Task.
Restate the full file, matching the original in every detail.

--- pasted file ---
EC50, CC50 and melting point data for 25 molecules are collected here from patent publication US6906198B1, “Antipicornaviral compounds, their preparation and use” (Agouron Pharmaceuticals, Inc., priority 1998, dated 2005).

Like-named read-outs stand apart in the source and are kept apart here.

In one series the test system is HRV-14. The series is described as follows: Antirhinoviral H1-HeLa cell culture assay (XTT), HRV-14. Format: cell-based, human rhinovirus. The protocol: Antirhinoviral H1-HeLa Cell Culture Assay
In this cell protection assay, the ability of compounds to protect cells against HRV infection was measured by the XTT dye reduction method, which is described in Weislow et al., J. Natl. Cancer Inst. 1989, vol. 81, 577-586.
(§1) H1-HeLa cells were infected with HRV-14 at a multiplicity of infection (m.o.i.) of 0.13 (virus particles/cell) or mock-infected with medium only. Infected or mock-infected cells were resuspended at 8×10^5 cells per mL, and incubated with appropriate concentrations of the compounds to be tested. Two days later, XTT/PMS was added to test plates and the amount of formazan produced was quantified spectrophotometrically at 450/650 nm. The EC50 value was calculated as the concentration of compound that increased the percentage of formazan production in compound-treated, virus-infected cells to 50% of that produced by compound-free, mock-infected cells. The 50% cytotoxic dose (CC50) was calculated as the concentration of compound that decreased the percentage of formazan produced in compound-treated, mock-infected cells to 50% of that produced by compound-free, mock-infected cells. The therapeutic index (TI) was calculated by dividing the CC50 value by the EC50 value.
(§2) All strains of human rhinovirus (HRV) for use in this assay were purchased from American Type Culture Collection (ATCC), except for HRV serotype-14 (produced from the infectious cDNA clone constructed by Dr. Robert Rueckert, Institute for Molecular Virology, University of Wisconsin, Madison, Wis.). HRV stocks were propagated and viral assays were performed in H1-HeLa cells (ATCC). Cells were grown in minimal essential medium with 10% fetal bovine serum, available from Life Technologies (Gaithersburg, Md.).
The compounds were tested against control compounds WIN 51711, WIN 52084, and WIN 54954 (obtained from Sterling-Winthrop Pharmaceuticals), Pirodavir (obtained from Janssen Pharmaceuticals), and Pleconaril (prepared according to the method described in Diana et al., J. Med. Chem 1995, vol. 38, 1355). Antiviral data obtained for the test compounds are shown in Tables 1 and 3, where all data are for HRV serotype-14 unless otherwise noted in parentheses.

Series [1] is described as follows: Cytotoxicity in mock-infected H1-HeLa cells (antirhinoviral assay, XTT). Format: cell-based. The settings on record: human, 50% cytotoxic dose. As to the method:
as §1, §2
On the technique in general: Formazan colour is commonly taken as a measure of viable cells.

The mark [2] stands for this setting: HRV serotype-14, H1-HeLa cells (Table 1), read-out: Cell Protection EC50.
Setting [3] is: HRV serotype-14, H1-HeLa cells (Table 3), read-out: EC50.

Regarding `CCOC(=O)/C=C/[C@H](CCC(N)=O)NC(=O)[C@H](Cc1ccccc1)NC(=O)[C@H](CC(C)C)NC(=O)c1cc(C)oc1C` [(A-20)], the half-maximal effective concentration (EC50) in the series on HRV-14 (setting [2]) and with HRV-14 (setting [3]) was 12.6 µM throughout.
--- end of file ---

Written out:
EC50, CC50 and melting point data for 25 molecules are collected here from patent publication US6906198B1, “Antipicornaviral compounds, their preparation and use” (Agouron Pharmaceuticals, Inc., priority 1998, dated 2005).

Like-named read-outs stand apart in the source and are kept apart here.

In one series the test system is HRV-14. The series is described as follows: Antirhinoviral H1-HeLa cell culture assay (XTT), HRV-14. Format: cell-based, human rhinovirus. The protocol: Antirhinoviral H1-HeLa Cell Culture Assay
In this cell protection assay, the ability of compounds to protect cells against HRV infection was measured by the XTT dye reduction method, which is described in Weislow et al., J. Natl. Cancer Inst. 1989, vol. 81, 577-586.
(§1) H1-HeLa cells were infected with HRV-14 at a multiplicity of infection (m.o.i.) of 0.13 (virus particles/cell) or mock-infected with medium only. Infected or mock-infected cells were resuspended at 8×10^5 cells per mL, and incubated with appropriate concentrations of the compounds to be tested. Two days later, XTT/PMS was added to test plates and the amount of formazan produced was quantified spectrophotometrically at 450/650 nm. The EC50 value was calculated as the concentration of compound that increased the percentage of formazan production in compound-treated, virus-infected cells to 50% of that produced by compound-free, mock-infected cells. The 50% cytotoxic dose (CC50) was calculated as the concentration of compound that decreased the percentage of formazan produced in compound-treated, mock-infected cells to 50% of that produced by compound-free, mock-infected cells. The therapeutic index (TI) was calculated by dividing the CC50 value by the EC50 value.
(§2) All strains of human rhinovirus (HRV) for use in this assay were purchased from American Type Culture Collection (ATCC), except for HRV serotype-14 (produced from the infectious cDNA clone constructed by Dr. Robert Rueckert, Institute for Molecular Virology, University of Wisconsin, Madison, Wis.). HRV stocks were propagated and viral assays were performed in H1-HeLa cells (ATCC). Cells were grown in minimal essential medium with 10% fetal bovine serum, available from Life Technologies (Gaithersburg, Md.).
The compounds were tested against control compounds WIN 51711, WIN 52084, and WIN 54954 (obtained from Sterling-Winthrop Pharmaceuticals), Pirodavir (obtained from Janssen Pharmaceuticals), and Pleconaril (prepared according to the method described in Diana et al., J. Med. Chem 1995, vol. 38, 1355). Antiviral data obtained for the test compounds are shown in Tables 1 and 3, where all data are for HRV serotype-14 unless otherwise noted in parentheses.

Series [1] is described as follows: Cytotoxicity in mock-infected H1-HeLa cells (antirhinoviral assay, XTT). Format: cell-based. The settings on record: human, 50% cytotoxic dose. As to the method:
as §1, §2
On the technique in general: Formazan colour is commonly taken as a measure of viable cells.

The mark [2] stands for this setting: HRV serotype-14, H1-HeLa cells (Table 1), read-out: Cell Protection EC50.
Setting [3] is: HRV serotype-14, H1-HeLa cells (Table 3), read-out: EC50.

Regarding `CCOC(=O)/C=C/[C@H](CCC(N)=O)NC(=O)[C@H](Cc1ccccc1)NC(=O)[C@H](CC(C)C)NC(=O)c1cc(C)oc1C` [(A-20)], the half-maximal effective concentration (EC50) in the series on HRV-14 (setting [2]) and with HRV-14 (setting [3]) was 12.6 µM throughout.